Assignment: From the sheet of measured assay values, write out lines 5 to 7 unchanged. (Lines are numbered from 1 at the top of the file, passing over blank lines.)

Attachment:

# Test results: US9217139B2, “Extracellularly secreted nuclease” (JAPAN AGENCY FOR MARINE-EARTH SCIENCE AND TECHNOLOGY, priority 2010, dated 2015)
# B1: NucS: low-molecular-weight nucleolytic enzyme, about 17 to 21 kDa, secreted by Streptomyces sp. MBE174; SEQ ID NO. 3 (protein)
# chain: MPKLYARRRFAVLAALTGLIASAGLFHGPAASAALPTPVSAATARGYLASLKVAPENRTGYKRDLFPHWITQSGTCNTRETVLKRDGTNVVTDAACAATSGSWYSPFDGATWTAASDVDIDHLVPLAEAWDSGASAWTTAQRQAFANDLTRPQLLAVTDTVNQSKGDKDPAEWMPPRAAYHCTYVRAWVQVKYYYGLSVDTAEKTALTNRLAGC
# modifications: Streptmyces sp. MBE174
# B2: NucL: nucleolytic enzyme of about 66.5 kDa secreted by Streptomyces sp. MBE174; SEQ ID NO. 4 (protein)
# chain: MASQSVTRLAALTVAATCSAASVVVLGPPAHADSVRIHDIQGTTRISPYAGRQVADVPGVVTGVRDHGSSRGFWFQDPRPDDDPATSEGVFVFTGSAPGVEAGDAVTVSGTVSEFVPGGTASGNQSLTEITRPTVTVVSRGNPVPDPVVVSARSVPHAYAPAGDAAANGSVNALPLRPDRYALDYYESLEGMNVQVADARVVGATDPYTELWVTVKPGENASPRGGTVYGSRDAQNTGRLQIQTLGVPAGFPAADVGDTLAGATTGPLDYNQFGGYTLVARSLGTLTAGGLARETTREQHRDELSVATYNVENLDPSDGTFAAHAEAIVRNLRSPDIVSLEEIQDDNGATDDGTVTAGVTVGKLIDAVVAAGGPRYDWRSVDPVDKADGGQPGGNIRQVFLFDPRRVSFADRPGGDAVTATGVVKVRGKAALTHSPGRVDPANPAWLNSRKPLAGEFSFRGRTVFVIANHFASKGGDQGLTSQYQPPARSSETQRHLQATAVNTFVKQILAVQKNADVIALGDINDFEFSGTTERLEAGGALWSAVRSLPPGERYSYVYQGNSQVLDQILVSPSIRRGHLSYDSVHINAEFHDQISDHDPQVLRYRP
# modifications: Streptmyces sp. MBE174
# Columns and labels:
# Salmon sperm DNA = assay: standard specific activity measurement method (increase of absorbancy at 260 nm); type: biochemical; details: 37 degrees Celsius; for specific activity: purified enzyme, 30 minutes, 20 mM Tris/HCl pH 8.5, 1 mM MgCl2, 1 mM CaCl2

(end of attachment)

# B2: NucL: nucleolytic enzyme of about 66.5 kDa secreted by Streptomyces sp. MBE174; SEQ ID NO. 4 (protein)
# chain: MASQSVTRLAALTVAATCSAASVVVLGPPAHADSVRIHDIQGTTRISPYAGRQVADVPGVVTGVRDHGSSRGFWFQDPRPDDDPATSEGVFVFTGSAPGVEAGDAVTVSGTVSEFVPGGTASGNQSLTEITRPTVTVVSRGNPVPDPVVVSARSVPHAYAPAGDAAANGSVNALPLRPDRYALDYYESLEGMNVQVADARVVGATDPYTELWVTVKPGENASPRGGTVYGSRDAQNTGRLQIQTLGVPAGFPAADVGDTLAGATTGPLDYNQFGGYTLVARSLGTLTAGGLARETTREQHRDELSVATYNVENLDPSDGTFAAHAEAIVRNLRSPDIVSLEEIQDDNGATDDGTVTAGVTVGKLIDAVVAAGGPRYDWRSVDPVDKADGGQPGGNIRQVFLFDPRRVSFADRPGGDAVTATGVVKVRGKAALTHSPGRVDPANPAWLNSRKPLAGEFSFRGRTVFVIANHFASKGGDQGLTSQYQPPARSSETQRHLQATAVNTFVKQILAVQKNADVIALGDINDFEFSGTTERLEAGGALWSAVRSLPPGERYSYVYQGNSQVLDQILVSPSIRRGHLSYDSVHINAEFHDQISDHDPQVLRYRP
# modifications: Streptmyces sp. MBE174